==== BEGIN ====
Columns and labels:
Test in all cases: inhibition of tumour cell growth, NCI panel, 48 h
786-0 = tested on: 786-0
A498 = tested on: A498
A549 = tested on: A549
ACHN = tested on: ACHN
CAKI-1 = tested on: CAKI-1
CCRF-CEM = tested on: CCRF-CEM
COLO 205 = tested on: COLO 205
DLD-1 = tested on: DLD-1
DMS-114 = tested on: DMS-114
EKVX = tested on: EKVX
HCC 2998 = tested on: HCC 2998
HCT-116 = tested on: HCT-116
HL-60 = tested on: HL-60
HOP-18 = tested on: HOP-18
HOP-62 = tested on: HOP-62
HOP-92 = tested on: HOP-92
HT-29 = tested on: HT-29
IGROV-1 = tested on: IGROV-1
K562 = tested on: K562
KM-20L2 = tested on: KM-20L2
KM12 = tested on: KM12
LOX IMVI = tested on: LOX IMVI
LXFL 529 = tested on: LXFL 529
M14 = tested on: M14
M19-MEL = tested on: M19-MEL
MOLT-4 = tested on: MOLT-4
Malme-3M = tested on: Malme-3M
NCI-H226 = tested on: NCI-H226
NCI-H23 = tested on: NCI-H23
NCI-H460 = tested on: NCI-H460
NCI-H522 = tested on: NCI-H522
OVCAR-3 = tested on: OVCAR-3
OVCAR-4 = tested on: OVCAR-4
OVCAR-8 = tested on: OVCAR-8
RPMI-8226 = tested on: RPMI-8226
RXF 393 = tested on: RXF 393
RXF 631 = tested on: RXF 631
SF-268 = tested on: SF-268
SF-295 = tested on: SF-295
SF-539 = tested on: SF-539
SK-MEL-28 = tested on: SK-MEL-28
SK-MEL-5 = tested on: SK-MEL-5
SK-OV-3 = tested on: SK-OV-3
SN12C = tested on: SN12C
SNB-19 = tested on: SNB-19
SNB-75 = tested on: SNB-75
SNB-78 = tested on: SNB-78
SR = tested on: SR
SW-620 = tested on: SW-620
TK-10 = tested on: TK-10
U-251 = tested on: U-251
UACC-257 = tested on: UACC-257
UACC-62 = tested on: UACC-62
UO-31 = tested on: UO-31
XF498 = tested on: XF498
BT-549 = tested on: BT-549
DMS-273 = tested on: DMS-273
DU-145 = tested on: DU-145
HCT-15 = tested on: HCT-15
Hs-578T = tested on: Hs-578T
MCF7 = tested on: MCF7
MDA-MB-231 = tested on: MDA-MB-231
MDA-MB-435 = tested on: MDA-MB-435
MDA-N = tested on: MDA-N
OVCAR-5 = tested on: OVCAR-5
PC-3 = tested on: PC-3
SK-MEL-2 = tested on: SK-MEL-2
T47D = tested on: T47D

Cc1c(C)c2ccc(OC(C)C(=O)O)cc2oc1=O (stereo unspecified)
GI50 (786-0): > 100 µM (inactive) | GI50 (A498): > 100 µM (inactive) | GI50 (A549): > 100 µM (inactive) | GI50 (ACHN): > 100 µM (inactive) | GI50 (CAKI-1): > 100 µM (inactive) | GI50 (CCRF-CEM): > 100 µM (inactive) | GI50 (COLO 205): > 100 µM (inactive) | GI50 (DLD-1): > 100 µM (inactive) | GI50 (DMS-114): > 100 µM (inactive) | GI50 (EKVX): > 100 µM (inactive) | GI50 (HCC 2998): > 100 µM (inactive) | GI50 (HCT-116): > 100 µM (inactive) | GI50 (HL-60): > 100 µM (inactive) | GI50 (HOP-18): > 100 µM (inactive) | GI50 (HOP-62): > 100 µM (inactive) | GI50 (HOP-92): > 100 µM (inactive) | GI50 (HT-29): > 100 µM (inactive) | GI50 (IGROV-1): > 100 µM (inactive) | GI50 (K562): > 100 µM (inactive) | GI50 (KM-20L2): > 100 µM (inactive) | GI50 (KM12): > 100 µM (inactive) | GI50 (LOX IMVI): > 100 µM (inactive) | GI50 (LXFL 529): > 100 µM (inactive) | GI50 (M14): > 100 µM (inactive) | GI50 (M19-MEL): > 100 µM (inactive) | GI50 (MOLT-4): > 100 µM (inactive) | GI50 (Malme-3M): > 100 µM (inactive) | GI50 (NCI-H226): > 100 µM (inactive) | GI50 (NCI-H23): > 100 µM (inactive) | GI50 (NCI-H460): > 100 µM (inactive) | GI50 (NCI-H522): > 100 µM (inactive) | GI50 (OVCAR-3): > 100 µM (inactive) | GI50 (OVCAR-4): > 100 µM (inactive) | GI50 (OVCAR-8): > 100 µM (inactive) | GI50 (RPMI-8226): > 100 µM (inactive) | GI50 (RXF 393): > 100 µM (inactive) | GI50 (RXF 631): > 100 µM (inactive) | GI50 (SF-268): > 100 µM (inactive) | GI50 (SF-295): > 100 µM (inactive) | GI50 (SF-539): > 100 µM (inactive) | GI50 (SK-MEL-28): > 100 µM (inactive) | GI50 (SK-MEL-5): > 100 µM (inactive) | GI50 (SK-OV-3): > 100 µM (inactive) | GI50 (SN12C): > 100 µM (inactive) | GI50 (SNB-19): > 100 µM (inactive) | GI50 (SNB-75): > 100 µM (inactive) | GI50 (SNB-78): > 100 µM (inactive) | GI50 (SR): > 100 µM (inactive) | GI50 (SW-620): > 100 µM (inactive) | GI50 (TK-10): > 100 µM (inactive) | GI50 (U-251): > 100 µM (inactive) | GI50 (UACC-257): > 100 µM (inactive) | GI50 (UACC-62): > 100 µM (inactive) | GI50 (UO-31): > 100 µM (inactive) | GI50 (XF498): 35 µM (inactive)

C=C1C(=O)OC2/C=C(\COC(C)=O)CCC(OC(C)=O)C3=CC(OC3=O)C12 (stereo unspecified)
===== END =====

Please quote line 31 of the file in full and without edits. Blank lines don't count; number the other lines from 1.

NCI-H23 = tested on: NCI-H23